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Joined: Feb 2021
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Hi all, I am helping clear out a relative's home and she has what I think (thanks to this forum) is a Chickering Quarter Grand, from ~1905. Serial number is 108486. It's just over 60" long, 51" wide and just over 37" tall. The soundboard has a large crack as you can see in the pictures, and I've attached as many other photos as I can to show the overall condition, which doesn't appear to be so hot. As mentioned, this was an elderly relative's piano and we have to make a decision on its future, so I was wondering based on the condition if it has a future? We will not be keeping it but in its current condition, will anyone want this piano for restoration?  If necessary, I will bring in a local technician as well to get a close up analysis / estimate if it is thought to be salvageable / salable.

If not financially feasible for an individual to own and restore, we'd donate it if there is anyone who would come and take it and I'll start learning who to contact for that (Long Island.)  Thanks for any input, I've already learned a ton about Chickerings from reading through these forums and really appreciate any thoughts, especially as someone playing catch up on the vast trove of info here. 

Here is the link to the gallery I created. http://forum.pianoworld.com/ubbthreads.php/galleries/3085863/chickering-early-1900s.html

Have a great day. -E 

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Oh, how this makes me wish I had the resources to restore a piano myself in my free time. Sigh. smile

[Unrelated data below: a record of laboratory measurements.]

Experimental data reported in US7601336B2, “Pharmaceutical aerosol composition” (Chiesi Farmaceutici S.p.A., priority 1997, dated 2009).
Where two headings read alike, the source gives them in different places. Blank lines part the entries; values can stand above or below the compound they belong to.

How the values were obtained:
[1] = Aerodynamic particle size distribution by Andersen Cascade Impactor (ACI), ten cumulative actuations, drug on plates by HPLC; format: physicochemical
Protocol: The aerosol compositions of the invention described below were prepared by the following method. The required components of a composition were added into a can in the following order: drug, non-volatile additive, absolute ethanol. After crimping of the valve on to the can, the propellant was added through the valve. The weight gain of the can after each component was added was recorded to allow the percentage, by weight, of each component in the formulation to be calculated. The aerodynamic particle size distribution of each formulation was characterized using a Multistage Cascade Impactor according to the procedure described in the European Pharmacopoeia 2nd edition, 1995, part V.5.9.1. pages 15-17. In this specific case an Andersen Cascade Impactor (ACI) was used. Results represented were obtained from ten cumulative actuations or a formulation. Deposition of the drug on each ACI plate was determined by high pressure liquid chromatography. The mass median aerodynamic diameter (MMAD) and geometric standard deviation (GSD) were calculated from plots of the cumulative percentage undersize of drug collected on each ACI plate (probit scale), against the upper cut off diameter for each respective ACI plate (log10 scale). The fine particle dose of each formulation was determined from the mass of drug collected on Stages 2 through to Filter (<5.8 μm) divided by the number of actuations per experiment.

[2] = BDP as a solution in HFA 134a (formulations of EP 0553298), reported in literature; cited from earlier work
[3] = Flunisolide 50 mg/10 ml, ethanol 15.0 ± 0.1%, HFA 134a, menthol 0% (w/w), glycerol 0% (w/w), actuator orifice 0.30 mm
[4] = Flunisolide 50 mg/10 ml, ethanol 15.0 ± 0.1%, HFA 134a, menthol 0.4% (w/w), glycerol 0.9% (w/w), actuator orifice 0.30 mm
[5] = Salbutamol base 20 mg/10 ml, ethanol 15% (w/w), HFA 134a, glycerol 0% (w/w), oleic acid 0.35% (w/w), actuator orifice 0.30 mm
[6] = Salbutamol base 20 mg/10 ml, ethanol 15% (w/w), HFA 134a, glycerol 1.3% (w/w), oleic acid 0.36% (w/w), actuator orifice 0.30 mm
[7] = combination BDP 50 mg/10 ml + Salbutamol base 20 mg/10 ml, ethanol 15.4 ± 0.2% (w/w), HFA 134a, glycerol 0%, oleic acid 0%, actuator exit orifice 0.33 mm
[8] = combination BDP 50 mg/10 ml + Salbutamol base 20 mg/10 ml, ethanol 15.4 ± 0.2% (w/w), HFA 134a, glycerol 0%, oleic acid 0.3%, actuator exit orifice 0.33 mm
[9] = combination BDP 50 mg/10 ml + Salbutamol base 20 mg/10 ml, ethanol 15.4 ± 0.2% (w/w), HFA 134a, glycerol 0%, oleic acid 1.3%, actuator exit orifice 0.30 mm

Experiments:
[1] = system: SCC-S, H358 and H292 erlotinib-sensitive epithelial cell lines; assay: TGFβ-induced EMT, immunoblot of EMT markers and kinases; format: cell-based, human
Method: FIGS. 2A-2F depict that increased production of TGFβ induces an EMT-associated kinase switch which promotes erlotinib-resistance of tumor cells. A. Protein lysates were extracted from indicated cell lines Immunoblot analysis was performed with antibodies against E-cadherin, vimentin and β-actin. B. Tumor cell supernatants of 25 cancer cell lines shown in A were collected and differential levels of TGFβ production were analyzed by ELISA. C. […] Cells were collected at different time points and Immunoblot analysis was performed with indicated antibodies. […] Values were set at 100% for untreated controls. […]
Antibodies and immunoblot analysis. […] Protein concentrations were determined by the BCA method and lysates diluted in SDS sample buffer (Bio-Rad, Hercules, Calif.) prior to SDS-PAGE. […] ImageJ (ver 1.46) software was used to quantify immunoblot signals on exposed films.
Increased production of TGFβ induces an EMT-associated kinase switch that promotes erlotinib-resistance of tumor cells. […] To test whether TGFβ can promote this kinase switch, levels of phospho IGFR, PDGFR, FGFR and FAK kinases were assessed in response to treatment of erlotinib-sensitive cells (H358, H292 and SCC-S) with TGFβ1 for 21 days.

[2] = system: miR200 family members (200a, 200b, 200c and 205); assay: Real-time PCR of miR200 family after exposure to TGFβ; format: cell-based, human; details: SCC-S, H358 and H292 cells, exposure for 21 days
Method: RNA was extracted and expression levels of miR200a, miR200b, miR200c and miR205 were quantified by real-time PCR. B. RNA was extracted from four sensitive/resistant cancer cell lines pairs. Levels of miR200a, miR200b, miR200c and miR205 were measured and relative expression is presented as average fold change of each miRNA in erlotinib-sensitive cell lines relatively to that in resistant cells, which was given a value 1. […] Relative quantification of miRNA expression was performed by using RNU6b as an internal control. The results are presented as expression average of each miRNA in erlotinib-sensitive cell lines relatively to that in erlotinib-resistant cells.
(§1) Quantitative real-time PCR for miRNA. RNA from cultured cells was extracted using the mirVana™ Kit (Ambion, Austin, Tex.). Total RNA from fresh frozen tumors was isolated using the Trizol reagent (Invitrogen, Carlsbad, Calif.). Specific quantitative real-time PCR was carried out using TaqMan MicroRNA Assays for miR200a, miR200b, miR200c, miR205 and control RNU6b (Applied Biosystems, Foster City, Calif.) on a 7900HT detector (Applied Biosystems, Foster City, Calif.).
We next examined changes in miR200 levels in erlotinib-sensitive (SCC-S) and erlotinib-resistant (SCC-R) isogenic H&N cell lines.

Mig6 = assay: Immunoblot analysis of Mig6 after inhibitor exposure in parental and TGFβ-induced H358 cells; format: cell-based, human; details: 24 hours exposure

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Why did someone leave a muting strip in place? One surmises that at some point a tuner came, strip-muted the piano, and discovered while tuning that the piano was un-tunable due to loose tuning pins. Whereupon, the tuner discussed this with the owner, then left, forgetting to remove the muting strip. If that theory is correct, then in addition to the big soundboard split, it has very loose tuning pins....

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Hi David, thank you for your thoughts. Anything is possible with regards to what my relative may have done with regards to the piano or its servicing over the years. Is this something someone like me - with no knowledge of a piano's inner operations - can check?

The more I research, the more I feel like it may be a lost cause, which seems a shame for such a beautiful piano. Either way, I appreciate your feedback. Thanks again. -E